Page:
Well, I just thought I’d use the lunch break to share a few of the stand-out moments from this morning.
It was an absolute privilege to hear from three superb plenary speakers.
Firstly, Queen Silvia of Sweden (pictured left) who talked about her own connection to caring – her mother had dementia – and some of the wonderful homes, training and the international forum she has founded, for which she remains patron and an active member and supporter.
Secondly, the Swedish Minister for Children, Older People and Gender Equality who talked about a number of interesting and very topical issues, including the refugees moving across Europe desperately seeking help. I think it was just the last month’s figures she quoted when she told us more than 700 lone children arrived in Sweden.
She also touched on the major impact of caring on women as the major providers of care, and the effect it had on certain aspects, such as taxation in Sweden where this is calculated on an individual basis relative to work done. There are incentives offered for people to work but no allowance made for those who cannot due to caring responsibilities.
Baroness Jill Pitkeathely, described in her introduction as the Mother of the carers movement, actually suggested herself that she is maybe more like the Grandmother – or even Great Grandmother!
But whatever she is, she certainly did a fantastic job of describing the development of the carer movement. This included how the first three acts introduced in England came about through our system of private members bills and, while they were not as revolutionary or as far-reaching as people initially would have liked, she explained how the movement needed to be more ‘reasonable than rabid!’ in order to get things started and to form the basis upon which to build.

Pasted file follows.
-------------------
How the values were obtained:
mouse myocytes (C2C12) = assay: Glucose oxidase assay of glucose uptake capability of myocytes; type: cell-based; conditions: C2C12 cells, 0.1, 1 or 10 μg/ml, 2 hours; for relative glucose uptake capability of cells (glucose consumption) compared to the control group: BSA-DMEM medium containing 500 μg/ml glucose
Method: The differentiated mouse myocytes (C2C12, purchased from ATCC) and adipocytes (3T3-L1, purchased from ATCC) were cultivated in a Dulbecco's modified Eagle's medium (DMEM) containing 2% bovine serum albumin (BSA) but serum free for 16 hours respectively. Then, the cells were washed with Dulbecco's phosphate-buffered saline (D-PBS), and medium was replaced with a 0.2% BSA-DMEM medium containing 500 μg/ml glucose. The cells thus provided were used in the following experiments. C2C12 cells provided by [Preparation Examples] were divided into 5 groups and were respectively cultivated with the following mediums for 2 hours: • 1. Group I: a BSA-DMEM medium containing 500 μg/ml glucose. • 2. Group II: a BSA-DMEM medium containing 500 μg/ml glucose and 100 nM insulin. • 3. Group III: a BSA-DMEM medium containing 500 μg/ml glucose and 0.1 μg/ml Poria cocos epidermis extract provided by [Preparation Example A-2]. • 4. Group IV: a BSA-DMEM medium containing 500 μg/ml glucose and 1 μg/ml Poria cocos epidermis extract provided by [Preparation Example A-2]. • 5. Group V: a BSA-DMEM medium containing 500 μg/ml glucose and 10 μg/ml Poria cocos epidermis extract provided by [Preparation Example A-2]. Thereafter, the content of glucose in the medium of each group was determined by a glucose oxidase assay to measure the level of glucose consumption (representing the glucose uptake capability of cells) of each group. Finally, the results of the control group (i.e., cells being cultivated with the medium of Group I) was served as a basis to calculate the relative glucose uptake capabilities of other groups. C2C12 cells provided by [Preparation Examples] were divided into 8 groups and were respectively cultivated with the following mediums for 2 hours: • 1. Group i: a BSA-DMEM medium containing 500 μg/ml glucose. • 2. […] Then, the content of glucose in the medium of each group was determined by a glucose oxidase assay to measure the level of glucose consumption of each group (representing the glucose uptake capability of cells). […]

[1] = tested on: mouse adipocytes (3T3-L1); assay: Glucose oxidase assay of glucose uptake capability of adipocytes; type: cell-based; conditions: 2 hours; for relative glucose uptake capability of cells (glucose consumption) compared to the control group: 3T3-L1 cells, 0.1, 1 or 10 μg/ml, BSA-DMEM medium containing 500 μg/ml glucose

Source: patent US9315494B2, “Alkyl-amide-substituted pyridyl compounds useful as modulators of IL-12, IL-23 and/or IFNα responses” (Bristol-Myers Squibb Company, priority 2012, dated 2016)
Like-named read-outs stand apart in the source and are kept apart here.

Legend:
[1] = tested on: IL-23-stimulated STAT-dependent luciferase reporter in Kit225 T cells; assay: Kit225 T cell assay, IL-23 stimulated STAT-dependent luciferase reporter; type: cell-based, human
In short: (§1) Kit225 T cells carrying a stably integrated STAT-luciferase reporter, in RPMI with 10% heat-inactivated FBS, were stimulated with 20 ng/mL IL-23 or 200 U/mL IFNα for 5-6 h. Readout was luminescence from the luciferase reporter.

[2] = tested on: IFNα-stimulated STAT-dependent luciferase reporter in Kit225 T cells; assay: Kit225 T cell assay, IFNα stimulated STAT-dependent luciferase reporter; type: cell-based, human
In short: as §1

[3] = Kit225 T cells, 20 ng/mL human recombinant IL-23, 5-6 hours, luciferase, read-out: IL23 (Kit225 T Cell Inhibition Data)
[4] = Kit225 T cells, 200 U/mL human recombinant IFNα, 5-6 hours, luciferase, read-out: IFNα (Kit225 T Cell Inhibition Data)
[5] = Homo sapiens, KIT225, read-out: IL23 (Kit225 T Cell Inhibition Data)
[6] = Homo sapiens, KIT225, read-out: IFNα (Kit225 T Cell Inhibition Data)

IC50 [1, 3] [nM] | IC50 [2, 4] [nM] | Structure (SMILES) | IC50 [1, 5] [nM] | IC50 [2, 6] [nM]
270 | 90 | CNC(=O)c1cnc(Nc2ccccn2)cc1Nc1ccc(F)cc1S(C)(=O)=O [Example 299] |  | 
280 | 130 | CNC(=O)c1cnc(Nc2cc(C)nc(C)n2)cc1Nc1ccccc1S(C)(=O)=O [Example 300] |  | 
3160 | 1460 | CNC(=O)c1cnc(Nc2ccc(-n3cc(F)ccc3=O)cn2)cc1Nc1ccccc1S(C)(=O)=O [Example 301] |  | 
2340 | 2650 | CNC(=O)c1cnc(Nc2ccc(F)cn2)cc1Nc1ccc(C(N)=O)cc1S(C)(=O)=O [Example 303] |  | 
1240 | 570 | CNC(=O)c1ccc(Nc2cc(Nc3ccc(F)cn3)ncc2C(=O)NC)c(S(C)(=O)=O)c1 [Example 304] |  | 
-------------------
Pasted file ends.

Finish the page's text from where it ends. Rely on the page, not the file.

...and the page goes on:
Our first seminar session had the added and unexpected pleasure of being joined again by Queen Silvia who thoroughly enjoyed and engaged with the group. She even stepped up to ask a question about immigration and the difficulties this is causing with the increase in dementia and when patients often revert to their natural languages, and how service provision can be achieved for these groups.
An audience member from Australia suggested this was an enormous challenge for their country, also given the breadth of nationalities living there, and she stressed that the importance of family carers becomes even stronger in this situation.
Jen Kenward, Head of Patient Experience at NHS England, gave a great overview of the NHS commitment to carers and agreed totally with a question from Mary Larkin in the audience that care-giving may need to be seen more in the sense of a ‘life course’ rather than a one-off role now that so many people care more than once in their lifetime.
Fascinating insights into Carers Week in England and Ireland showed the huge success the week offers in terms of awareness and engagement from the media and employers.
Right, I’ve got to dash off. Next seminar session starting now. I’ll check in later.
- sweden blog posts